1.9, z = 0.5} (left) and the line {x = 0.5, y = 1.9, z ∈ [0, 1]} (right) of the computed
optimal velocity (solid), the desired velocity (dashed) and the velocity of the state
problem with no control (dotted). The asterisks indicate the limits of the target
region Ωc .
·10−2
w/ control
desired
w/o control
5
uy
0
−5
0
0.5
1
1.5
2
y
Figure 5.16: Flow inversion optimal control case. Plot along the line {x = 0.5, y =
[0, 2], z = 0.5} of the computed optimal velocity (solid), the desired velocity
(dashed) and the velocity of the state problem without control (dotted). The
asterisks indicate the limits of the target region Ωc .
124
Numerical results
Figure 5.17: Flow inversion optimal control case. The velocity vector field on the
outlet face of the MHD channel without control (left) and with control, as computed at the end of the optimization algorithm (right). The gray arrow indicates
the prescribed direction of the flow.
Figure 5.18: Flow inversion optimal control case. Contour lines of the magnitude
of the lifting function B e , together with the representation of some lifting function
vectors on the outlet face of the channel, as computed at the end of the optimization
algorithm.
125
5.3. Three-dimensional results
·10−3
·10−3
6
Bex
·10−3
6
6
5.5
5.5
5
5
5.5
0
0.2
0.4
0.6
x
0.8
1
0
0.2
0.4
0.6
z
0.8
1
0
0.5
1
1.5
2
y
Figure 5.19: Flow inversion optimal control case. Plot along the lines {x ∈
[0, 1], y = 1.9, z = 0.5} (left), {x = 0.5, y = 1.9, z ∈ [0, 1]} (center) and
{x = 0.5, y = [0, 2], z = 0.5} (right) of the x-component of the magnetic field
lifting function B e , as a final result of the gradient algorithm.
outlet face y = 2 we set a zero pressure outflow condition. Of course, the inlet
velocity profile uin is zero on the channel walls, consistently with the enforced
no-slip boundary conditions.
For this case we report the results about the numerical solution of the optimality system as obtained with the gradient algorithm of Section 3.4, with the penalty
parameters in the objective functional given by α = 100, β = 0 and γ = 1. As a
desired velocity, we choose a longitudinal y component given by ud,y = −uy,Hm (x)
and zero for the other components, where uy,Hm (x) denotes again the Hartmann
velocity profile given by (5.5). Notice the presence of the minus sign, which means
that we aim to obtain a flow inversion in the target region Ωc .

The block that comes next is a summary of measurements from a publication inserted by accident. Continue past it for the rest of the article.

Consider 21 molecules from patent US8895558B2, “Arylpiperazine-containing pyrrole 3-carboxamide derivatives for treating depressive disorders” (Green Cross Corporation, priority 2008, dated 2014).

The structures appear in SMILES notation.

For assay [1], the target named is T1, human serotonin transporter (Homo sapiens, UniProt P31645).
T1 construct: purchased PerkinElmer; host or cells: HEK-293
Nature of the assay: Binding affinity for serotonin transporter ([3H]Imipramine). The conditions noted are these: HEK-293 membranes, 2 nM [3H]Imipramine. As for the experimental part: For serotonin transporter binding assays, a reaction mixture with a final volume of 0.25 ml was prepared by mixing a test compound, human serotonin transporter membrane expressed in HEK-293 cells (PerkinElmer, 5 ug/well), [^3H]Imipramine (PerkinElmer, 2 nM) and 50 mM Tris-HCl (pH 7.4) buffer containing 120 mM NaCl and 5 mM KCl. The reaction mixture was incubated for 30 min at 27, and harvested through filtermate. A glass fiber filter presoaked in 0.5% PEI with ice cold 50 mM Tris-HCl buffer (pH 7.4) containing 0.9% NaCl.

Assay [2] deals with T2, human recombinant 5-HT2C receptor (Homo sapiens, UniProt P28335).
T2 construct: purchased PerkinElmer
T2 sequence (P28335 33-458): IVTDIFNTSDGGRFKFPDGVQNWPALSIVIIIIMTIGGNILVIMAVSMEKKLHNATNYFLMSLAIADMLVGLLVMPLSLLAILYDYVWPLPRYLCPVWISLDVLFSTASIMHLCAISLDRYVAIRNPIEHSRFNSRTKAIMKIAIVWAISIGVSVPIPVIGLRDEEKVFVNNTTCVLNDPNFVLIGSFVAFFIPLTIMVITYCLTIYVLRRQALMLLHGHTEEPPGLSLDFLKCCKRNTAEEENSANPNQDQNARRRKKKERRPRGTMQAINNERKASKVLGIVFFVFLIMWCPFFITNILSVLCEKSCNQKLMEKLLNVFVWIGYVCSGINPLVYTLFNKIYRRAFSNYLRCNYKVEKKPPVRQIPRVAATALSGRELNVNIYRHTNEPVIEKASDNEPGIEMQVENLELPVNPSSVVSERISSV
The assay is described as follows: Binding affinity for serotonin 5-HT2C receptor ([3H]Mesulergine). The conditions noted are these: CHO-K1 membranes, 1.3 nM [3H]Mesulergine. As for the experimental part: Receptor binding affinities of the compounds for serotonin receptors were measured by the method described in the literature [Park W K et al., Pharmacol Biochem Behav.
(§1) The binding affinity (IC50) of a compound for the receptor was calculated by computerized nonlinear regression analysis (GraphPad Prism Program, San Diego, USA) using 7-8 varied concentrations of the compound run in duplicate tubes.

In Table 5.4 we list for each optimization step k the most important values
that characterize the gradient algorithm, namely the values of the objective functional J k , the relaxation factor ω k and the sign of the difference of the objective
functional values between two subsequent steps, ∆J k = J k − J k−1 . For this run,
the gradient algorithm stopped after 39 optimization steps.
As a result of the final step of the gradient algorithm, in Figure 5.15 we plot
along two lines parallel to the x-axis (left) and to the z-axis (right) the computed
optimal longitudinal velocity (solid), the desired one (dashed) and the velocity of
the state problem without control, i.e., with α = 0 (dotted). Figure 5.16 shows a
plot of the same quantities along the longitudinal line {x = 0.5, y = [0, 2], z = 0.5}.
It is clear from these figures that the candidate optimal velocity field differs from
the solution without control and that it becomes negative in the target region,
in order to reach the negative desired profile. Figure 5.17 shows the difference
between the velocity vector field on the outlet of the MHD channel in the absence of
control (left) and the obtained velocity solution at the end of the optimization loop
126
Numerical results
Figure 5.20: Flow inversion optimal control case. Velocity vector field on the
longitudinal midplane surface x = 0.5 for the optimization steps 5-10 (top to
bottom, left to right). The domain is scaled by a factor 2 in the longitudinal
direction.
5.3. Three-dimensional results
127
Figure 5.21: Flow inversion optimal control case. Velocity vector field on the
longitudinal midplane surface z = 0.5 for the optimization steps 5-10 (top to
bottom, left to right). The domain is scaled by a factor 2 in the longitudinal
direction.
128
Numerical results
Figure 5.22: Flow inversion optimal control case. Velocity vector field on the
longitudinal midplane surface x = 0.5 for the optimization steps 11-14 and the
last two steps 38 and 39 (top to bottom, left to right). The domain is scaled by a
factor 2 in the longitudinal direction.
5.3. Three-dimensional results
129
Figure 5.23: Flow inversion optimal control case. Velocity vector field on the
longitudinal midplane surface z = 0.5 for the optimization steps 11-14 and the
last two steps 38 and 39 (top to bottom, left to right). The domain is scaled by a
factor 2 in the longitudinal direction.
130
Numerical results
Figure 5.24: Flow inversion optimal control case. Adjoint velocity vector field on
the longitudinal midplane surface x = 0.5 for the optimization steps 5-10 (top
to bottom, left to right). The domain is scaled by a factor 2 in the longitudinal
direction.
5.3. Three-dimensional results
131
Figure 5.25: Flow inversion optimal control case. Adjoint velocity vector field on